Gabriel Vasquez
Greg Dorais (USA)
xio.nyc (Antarctica)
Hung Tran (USA)
Eric Schwartz (USA)
Aurelien FAUCHEUX (France)
Roger (USA)
gramoll (USA)
Rogir (Germany)

This brings the total number of gamma-ray pulsars discovered by Einstein@Home volunteers to 18. Further details and plots of all the new discoveries are available here!

We are currently working very hard to study all of the results from FGRP4, and we are hoping to present these in a series of papers in the near future. For now, as FGRP4 begins to wind down, we are excited to announce the start of our next survey, "FGRPB1". The "B" here stands for "binary"; for the first time, Einstein@Home will be used to also search for gamma-ray pulsars in orbits with companion stars.

Thank you to everyone participating in Einstein@Home, your contribution has enabled these fantastic discoveries!

Holger Pletsch, Project Scientist and Research Group Leader
22 Feb 2016, 18:45:11 UTC · Comment

Exciting news: Gravitational Waves detected!
We want to share our excitement about the first-ever direct detection of gravitational waves! The event happened right before the beginning of the first observing run of the advanced LIGO detectors, on 14 September 2015. The waves were generated as two black holes merged into a single black hole about 1.3 billion light years from Earth. In astronomy units this is 410 Mpc, approximately 10% of the way across the visible Universe!

Just as exciting: this is also the first-ever observation of binary black holes. In fact, since black holes are black, and emit no light or electromagnetic radiation, this is the only way we can see them.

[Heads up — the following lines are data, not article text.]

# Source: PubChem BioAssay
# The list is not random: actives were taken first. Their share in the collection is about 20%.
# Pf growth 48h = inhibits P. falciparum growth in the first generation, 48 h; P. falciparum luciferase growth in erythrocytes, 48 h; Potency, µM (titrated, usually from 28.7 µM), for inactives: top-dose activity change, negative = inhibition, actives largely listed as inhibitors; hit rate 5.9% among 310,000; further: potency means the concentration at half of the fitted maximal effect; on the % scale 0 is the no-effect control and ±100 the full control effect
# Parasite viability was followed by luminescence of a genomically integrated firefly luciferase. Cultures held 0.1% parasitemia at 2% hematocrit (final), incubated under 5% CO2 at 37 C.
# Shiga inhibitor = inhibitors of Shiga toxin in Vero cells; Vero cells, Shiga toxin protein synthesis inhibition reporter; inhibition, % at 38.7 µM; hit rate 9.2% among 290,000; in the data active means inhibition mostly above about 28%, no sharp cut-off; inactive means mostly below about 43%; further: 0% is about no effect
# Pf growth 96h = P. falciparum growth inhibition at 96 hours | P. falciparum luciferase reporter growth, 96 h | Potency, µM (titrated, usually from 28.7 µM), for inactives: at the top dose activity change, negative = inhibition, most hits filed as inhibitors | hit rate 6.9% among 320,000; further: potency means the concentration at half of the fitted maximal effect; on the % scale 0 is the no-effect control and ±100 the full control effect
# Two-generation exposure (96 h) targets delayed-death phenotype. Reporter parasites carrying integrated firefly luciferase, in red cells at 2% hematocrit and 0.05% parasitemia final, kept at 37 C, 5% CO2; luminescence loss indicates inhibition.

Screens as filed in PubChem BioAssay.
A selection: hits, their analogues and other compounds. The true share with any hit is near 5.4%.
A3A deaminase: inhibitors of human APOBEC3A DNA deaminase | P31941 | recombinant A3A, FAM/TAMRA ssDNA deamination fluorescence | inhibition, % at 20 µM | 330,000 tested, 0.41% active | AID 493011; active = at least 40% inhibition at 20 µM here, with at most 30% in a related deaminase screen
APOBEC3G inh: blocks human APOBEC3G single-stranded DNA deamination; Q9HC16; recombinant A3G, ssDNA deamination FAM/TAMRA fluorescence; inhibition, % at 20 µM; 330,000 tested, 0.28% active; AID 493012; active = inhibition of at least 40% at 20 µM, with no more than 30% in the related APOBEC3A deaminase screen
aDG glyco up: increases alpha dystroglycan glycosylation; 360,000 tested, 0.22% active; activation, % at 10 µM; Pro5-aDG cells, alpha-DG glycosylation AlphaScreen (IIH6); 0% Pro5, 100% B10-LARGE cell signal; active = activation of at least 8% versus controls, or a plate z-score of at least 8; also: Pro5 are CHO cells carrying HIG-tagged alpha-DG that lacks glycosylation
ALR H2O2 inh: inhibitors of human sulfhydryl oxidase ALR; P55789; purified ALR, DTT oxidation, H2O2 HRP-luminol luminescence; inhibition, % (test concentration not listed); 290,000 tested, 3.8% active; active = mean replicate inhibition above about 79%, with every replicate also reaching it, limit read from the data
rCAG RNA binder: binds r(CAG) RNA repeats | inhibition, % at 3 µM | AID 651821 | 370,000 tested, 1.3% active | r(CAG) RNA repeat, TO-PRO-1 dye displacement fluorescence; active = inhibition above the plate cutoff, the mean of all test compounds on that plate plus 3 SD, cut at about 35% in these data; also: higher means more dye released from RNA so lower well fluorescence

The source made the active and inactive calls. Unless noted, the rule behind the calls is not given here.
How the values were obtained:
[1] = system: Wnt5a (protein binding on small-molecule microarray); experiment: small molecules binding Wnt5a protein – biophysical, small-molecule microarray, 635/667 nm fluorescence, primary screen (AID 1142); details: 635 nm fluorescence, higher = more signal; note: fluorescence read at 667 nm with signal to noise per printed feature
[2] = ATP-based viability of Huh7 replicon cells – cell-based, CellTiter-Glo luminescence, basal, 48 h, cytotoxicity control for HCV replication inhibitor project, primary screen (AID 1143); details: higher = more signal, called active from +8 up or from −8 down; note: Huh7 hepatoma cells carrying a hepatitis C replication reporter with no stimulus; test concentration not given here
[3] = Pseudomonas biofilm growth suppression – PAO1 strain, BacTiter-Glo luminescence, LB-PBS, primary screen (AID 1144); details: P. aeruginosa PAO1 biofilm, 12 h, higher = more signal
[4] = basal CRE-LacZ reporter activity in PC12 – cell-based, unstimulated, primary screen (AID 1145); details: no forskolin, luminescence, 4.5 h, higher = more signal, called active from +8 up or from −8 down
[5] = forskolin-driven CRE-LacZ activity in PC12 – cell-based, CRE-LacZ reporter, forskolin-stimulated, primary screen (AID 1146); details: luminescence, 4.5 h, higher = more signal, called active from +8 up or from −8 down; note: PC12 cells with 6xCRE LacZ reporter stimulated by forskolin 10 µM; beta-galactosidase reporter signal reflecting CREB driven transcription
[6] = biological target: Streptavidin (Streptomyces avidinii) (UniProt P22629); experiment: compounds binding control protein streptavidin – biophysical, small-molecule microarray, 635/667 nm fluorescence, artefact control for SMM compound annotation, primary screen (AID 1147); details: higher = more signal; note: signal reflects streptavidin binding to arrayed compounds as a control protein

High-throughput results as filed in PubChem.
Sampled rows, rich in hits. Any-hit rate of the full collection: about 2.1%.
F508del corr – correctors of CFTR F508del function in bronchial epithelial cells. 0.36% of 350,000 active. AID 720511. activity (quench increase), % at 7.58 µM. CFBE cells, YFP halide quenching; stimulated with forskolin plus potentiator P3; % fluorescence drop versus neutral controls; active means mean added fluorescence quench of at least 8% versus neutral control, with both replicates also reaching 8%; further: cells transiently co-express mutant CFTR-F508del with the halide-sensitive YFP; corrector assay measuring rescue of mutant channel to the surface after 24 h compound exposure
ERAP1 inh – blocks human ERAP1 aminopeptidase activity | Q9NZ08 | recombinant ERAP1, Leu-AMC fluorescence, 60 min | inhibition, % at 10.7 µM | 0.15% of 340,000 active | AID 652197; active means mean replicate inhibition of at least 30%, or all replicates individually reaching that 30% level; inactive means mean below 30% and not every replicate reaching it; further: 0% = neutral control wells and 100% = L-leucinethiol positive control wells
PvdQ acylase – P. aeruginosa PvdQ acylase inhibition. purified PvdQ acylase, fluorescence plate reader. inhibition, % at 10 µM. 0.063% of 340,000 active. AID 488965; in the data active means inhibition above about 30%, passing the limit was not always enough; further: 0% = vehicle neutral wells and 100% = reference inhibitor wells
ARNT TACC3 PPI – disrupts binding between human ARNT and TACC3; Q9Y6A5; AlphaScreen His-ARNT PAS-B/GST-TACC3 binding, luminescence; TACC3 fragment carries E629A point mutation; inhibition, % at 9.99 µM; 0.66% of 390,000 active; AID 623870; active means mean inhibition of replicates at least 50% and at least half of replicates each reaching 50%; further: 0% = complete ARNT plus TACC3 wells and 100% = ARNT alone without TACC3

Did Einstein@Home play any role in this? No, it didn’t. The signal in the instrument lasted only about 1/4 of a second. It’s not a continuous-wave signal like the type that Einstein@Home has been searching for. But since the observing run ended in mid January, we have been preparing the data to start a new low-frequency all-sky search for continuous gravitational waves. We are now starting to run this on Einstein@Home, so please sign up your computers and disable their sleep mode! In the next months we will extend the frequency range of the continuous waves all-sky searches, target interesting point sources and we are also gearing up to perform broader surveys for binary black hole mergers.

Bruce Allen
Director, Einstein@Home
11 Feb 2016, 16:04:09 UTC · Comment

Public Update on first Advanced LIGO Observing Run
Dear Einstein@Home Volunteers,

Following the completion of the first Advanced LIGO Observing Run, the LIGO Laboratory and LIGO Scientific Collaboration will give a public update on the status and results on Thursday February 11th at 10:30 US Eastern Time.

Bruce Allen
Director, Einstein@Home
9 Feb 2016, 7:57:14 UTC · Comment

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This material is based upon work supported by the National Science Foundation (NSF) under Grants PHY-1104902, PHY-1104617 and PHY-1105572 and by the Max Planck Gesellschaft (MPG). Any opinions, findings, and conclusions or recommendations expressed in this material are those of the investigators and do not necessarily reflect the views of the NSF or the MPG.

Copyright © 2016 Bruce Allen